Five kernel panics,
    Four cores a-burning,
    Three broken updates,
    Two bricked iPads,
    And a no such file called Main.c.



  • /me applauds



  • xcoding has a risk of bricking an ipad?



  • @fbmac said:

    xcoding has a risk of bricking an ipad?

    Normally what happens is someone borrows the development iPad and then unwittingly updates iOS. Apple sucks at keeping Xcode up-to-date so you end up with a two month period where you can't deploy to the dev iPad because Xcode can't talk to the newest version of iOS. It's bricked in the sense that it's literally useless for development/debugging/testing work. And if you try to roll back to the previous version of iOS you'll almost certainly brick it because Apple doesn't support that.





  • @mott555 said:

    Apple sucks at keeping Xcode up-to-date so you end up with a two month period where you can't deploy to the dev iPad because Xcode can't talk to the newest version of iOS.

    Wait what?

    So if Apple upgrades their iPad, it's literally impossible for app developers to check/fix compatibility with the new OS for TWO MONTHS?



  • Normally it's only a week or two but I seem to recall it taking a couple months at least one time. After that incident I wanted to keep the dev iPad under lock and key but I got overruled on it and it happened again with the very next iOS update. :facepalm:



  • Seems like Apple gives zero shits about having a working development system.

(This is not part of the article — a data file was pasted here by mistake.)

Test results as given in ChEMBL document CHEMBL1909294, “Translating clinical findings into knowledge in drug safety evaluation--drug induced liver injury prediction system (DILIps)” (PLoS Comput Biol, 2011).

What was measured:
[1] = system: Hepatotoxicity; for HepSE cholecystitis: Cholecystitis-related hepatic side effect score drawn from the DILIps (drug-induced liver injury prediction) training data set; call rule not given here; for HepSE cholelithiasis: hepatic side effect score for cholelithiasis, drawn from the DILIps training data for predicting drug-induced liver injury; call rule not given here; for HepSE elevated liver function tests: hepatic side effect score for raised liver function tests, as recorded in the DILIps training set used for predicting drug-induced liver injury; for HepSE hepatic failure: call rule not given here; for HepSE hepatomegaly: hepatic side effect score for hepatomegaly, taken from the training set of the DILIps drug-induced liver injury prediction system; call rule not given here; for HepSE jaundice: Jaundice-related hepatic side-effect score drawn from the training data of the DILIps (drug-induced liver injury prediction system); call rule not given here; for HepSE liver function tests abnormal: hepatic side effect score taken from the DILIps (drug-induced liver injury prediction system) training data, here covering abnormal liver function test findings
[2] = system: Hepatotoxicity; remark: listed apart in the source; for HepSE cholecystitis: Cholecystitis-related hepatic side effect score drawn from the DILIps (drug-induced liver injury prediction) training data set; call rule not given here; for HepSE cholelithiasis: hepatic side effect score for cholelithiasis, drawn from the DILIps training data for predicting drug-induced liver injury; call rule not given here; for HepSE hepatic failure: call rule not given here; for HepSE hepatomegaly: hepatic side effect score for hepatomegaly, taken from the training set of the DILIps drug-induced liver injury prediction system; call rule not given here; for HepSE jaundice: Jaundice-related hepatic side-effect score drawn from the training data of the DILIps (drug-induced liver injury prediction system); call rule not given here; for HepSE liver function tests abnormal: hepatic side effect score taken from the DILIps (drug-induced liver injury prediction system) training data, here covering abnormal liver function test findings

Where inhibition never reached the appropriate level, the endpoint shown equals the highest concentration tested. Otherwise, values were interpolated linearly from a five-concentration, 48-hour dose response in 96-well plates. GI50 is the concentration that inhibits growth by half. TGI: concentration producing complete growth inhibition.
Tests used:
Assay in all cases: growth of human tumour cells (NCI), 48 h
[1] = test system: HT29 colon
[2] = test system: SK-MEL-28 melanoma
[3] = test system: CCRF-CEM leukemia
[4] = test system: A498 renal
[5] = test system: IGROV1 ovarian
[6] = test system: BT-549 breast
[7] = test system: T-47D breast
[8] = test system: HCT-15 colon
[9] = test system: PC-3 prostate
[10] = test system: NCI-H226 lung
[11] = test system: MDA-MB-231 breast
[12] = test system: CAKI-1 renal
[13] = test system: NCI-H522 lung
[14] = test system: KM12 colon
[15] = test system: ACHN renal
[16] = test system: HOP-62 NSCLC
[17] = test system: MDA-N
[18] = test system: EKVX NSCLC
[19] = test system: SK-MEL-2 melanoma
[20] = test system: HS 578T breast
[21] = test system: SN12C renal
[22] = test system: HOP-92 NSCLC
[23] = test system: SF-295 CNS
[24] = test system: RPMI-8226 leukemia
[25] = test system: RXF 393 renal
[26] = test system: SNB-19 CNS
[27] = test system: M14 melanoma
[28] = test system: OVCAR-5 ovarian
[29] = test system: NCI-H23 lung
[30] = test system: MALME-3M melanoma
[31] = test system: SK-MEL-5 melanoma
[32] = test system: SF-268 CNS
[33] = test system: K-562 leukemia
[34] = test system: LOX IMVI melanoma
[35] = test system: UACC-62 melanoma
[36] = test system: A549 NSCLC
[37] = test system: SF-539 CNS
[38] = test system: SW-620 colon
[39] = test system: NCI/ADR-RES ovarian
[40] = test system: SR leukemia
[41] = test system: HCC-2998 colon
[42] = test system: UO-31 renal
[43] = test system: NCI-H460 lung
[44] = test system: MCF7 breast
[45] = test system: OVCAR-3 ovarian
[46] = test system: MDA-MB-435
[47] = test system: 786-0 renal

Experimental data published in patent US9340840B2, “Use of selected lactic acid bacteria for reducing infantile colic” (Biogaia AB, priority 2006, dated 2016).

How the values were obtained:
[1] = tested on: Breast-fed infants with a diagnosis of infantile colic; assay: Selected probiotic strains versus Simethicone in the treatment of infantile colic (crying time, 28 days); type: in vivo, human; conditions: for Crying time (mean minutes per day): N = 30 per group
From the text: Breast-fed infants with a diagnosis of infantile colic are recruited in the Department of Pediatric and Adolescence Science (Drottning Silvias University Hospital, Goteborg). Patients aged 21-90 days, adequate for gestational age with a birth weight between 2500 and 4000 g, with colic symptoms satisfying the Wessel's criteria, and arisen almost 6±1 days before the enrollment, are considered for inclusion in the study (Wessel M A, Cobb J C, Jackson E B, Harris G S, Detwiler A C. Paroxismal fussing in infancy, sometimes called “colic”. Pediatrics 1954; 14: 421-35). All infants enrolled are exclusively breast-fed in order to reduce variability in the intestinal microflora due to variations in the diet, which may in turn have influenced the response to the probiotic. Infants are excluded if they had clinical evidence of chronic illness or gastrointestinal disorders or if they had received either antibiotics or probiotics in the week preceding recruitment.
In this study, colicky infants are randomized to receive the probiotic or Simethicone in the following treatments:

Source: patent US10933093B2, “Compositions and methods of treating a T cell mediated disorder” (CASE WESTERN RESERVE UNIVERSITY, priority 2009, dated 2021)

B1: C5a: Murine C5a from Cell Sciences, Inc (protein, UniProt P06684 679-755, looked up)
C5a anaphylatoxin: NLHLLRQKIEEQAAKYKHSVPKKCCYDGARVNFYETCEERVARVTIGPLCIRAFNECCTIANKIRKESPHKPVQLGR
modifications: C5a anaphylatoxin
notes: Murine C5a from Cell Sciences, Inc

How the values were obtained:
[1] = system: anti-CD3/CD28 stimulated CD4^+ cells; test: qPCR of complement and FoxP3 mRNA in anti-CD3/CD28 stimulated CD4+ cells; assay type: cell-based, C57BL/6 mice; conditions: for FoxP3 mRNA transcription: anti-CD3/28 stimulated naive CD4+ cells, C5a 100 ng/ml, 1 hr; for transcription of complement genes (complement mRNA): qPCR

Locked platforms, competition not allowed, etc.


  • Winner of the 2016 Presidential Election

    @mott555 said:

    Normally what happens is someone borrows the development iPad and then unwittingly updates iOS. Apple sucks at keeping Xcode up-to-date so you end up with a two month period where you can't deploy to the dev iPad because Xcode can't talk to the newest version of iOS.

    Seriously? I'm glad I never ran into that issue when I was still developing for iOS.

    You know what also sucks? As soon as you upgrade the iOS SDK (which you have to do whenever you upgrade XCode), you automatically use the latest API. There's no way of checking whether your app is actually compatible with the iOS version you're targeting. XCode will happily compile an app which will crash on the device you want it to run on. The only way to find out whether your app actually works is to manually test every single feature with the lowest iOS version you claim to support and pray you didn't miss some branch in the code.

    Android has been doing this right forever (IDE support, your code won't compile), Apple simply refuses to even acknowledge that developers might want to support iOS versions other than the latest one.


  • BINNED

    @asdf said:

    Apple simply refuses to even acknowledge that developers might want to support iOS versions other than the latest one

    Why would people be using an old version of iOS? We make it very easy to upgrade, you just have to buy the latest iPhone